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Saturday, June 16, 2012

The Lawless Takes Its Lumps --- Part Two

Pine/Thomas and Paramount were well armed going into June 1950's pre-release of The Lawless. Reviews were mixed but mostly encouraging. Its heart is in the right place, said The New York Compass, despite The Lawless being not by any means polished. Critics liked the message even as the picture's path to greatness is obstructed (NY Post). The two Bills did hit a bull's-eye inducing big name columnist/commentator Drew Pearson to narrate their trailer for The Lawless. Pearson lent gravity to the enterprise worth a peck more than mere squibs from lesser lights, his the beacon millions of readers followed (Pearson is probably fan-known best today as the host/narrator of Fox's year later The Day The Earth Stood Still trailer). To further pitch the social-issue weight he was pulling, Bill Pine took Mexican-American carpenter-turned-actor Lalo Rios to visit church and women's groups in cities where The Lawless was set for pre-release dates.

Showmen Pushed for Trade Screenings as Part Of Their War Against Blind Bidding, But Many Ignored the Screenings Once They Were Implemented

Paramount's deal with eight venues getting first (and exclusive) play on The Lawless called for each to run it as a single --- no combos or supporting features. Several among these must have got cold feet, as the bargain was not kept. What became clear was fact that June's were do-or-die engagements. If Paramount was going to stay behind The Lawless, the film would have to break out here and earn sleeper status insiders had predicted. Ominous was thoughtful pics lately getting a black eye at ticket windows. Whatever vogue they'd had was in a 40's past. Barney Balaban sounded off at a mid-June confab of Paramount sales staff where belt-tightening was Topic A, and there'll be no more arty, critically praised productions that are a thing of beauty but with few customers, he added. Had Barney just come off inspection of low receipts for The Lawless?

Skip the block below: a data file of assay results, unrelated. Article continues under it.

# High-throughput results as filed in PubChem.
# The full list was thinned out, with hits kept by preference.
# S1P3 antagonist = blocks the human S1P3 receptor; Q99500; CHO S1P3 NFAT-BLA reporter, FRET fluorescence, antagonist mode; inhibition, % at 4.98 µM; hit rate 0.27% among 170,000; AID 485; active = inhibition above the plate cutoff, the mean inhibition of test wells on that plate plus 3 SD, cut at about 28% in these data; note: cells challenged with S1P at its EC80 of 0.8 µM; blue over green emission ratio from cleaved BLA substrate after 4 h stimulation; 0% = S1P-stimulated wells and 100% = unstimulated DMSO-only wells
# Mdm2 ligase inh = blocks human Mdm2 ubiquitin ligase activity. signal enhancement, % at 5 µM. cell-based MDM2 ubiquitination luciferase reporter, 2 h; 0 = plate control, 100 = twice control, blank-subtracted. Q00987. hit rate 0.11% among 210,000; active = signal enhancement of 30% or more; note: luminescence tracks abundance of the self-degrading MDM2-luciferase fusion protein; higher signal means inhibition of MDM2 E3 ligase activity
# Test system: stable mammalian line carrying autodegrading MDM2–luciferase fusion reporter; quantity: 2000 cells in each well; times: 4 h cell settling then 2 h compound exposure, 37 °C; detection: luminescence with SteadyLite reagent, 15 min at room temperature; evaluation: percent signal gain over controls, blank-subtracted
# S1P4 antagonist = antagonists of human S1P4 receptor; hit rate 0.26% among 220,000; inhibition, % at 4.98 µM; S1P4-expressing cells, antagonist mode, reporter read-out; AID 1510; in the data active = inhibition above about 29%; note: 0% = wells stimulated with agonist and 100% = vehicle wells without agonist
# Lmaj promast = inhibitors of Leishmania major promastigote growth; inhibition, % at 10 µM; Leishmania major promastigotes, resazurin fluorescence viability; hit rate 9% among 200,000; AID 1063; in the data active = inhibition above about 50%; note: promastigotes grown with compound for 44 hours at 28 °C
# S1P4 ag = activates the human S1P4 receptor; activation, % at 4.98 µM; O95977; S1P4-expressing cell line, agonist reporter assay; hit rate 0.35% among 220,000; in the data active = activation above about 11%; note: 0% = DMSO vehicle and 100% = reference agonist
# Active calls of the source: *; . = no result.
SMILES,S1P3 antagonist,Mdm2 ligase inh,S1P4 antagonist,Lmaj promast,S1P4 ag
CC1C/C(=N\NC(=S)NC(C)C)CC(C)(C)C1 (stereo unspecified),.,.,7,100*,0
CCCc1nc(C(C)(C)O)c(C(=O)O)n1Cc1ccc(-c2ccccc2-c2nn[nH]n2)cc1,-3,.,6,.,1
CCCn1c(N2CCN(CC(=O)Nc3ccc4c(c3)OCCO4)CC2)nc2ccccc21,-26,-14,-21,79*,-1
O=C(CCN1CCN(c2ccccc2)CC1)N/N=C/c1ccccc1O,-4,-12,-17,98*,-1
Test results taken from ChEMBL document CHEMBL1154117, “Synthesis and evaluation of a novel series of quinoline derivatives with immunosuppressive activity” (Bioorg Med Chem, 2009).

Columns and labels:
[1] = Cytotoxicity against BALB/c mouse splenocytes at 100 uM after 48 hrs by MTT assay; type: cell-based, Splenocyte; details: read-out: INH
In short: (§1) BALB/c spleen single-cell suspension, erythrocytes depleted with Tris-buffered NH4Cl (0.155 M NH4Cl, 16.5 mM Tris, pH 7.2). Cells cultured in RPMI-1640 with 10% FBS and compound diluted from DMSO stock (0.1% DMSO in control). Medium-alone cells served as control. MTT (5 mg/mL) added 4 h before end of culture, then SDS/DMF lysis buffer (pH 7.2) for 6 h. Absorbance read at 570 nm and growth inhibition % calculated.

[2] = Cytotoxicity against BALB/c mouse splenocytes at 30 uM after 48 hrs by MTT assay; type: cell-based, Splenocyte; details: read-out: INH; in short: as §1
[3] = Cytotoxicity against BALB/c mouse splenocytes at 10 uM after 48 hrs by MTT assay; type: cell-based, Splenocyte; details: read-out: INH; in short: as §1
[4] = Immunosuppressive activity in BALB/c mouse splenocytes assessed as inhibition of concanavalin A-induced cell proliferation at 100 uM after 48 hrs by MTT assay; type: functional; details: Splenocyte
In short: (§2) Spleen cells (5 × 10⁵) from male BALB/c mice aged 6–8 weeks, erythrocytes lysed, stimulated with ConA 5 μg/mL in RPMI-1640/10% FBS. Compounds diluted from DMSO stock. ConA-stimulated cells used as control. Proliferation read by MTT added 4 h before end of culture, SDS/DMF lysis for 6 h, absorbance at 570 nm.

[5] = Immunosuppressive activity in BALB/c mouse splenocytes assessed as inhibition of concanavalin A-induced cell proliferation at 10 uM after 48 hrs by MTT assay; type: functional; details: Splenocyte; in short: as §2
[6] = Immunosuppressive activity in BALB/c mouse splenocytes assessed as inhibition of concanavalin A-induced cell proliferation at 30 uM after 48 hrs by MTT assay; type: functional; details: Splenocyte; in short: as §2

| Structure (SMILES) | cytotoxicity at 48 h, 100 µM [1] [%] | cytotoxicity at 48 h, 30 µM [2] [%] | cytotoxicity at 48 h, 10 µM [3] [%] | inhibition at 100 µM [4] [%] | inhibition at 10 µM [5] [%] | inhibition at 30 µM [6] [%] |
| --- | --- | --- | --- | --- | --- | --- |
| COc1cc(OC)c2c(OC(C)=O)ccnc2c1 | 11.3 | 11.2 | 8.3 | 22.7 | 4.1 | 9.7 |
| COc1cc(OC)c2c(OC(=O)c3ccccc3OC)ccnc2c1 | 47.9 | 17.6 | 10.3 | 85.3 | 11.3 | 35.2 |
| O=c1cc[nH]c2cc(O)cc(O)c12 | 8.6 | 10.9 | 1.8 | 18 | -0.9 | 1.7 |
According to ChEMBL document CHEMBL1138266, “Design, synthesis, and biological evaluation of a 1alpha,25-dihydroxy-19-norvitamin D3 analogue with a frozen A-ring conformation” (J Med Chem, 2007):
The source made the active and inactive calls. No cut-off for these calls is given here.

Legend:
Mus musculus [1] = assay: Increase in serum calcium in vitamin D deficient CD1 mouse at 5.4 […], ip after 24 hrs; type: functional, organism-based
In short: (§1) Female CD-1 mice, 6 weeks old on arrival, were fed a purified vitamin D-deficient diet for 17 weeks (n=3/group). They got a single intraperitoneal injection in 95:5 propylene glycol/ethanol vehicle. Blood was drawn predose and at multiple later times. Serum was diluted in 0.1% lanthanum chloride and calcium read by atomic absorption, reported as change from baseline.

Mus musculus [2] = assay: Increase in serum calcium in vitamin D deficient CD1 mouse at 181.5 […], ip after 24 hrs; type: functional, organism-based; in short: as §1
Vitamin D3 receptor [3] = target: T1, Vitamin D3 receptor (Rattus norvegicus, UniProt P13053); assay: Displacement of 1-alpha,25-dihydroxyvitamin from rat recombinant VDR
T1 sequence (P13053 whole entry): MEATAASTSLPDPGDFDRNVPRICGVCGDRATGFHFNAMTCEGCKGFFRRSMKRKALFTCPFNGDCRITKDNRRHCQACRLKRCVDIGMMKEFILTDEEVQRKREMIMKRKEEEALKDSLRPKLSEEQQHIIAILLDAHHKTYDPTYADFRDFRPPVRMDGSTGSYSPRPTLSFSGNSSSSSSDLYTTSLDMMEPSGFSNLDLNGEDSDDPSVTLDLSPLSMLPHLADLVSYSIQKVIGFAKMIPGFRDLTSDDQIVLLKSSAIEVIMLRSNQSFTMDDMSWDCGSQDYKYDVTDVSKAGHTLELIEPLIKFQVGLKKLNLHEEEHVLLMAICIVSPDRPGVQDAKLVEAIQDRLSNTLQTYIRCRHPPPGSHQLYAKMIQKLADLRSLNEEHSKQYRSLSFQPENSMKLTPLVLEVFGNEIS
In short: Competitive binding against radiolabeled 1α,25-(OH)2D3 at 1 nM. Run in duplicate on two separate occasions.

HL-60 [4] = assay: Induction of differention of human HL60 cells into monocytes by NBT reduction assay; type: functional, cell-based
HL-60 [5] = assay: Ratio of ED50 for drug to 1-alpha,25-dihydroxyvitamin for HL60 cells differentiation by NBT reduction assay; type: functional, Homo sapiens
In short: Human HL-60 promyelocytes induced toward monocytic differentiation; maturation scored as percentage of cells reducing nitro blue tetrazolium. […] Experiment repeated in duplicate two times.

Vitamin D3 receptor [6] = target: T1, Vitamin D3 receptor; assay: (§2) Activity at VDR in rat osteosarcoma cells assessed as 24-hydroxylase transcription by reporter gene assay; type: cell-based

British Theatres played The Lawless Under This Different Title

Pre-Release Site Boston Goes With The
Time-Honored Sandwich Board Bally
Pine/Thomas were still bullish, predicting, said Variety, an eventual net profit of at least $1,000,000. They even pledged ten percent of Lawless profits to Paramount branch managers, salesmen, bookers, and field exploiteers, a 240-odd group of beneficiaries --- and they'd get quarterly statements with their checks for as long as they stayed on staff! A balloon this inflated had to be popped, and word from the pre-release did just that. The Lawless pulled a first week's "great" $15K in San Francisco, maybe due to its nearby story setting, but biz elsewhere didn't come near their haul. Buffalo was "fair" ($9,000) ... at least The Lawless played a single there, but Boston, Baltimore, and Detroit took the bobsled. These broke faith with Paramount by adding co-features: a Gene Autry here, a Roy Rogers there, or worse, a "B" out of Monogram, Father Makes Good --- each was fine in and of itself, but this was not company Para sales wanted its prestige pic to keep.

Kids, Cherry Coke, and The Latest Pine/Thomas Slugfest --- As Close To Sure-Fire As Theatres Could Get in 1950 --- Until The Lawless Came To Town

Yes, The Lawless Was On Broadway, But It Didn't Gross There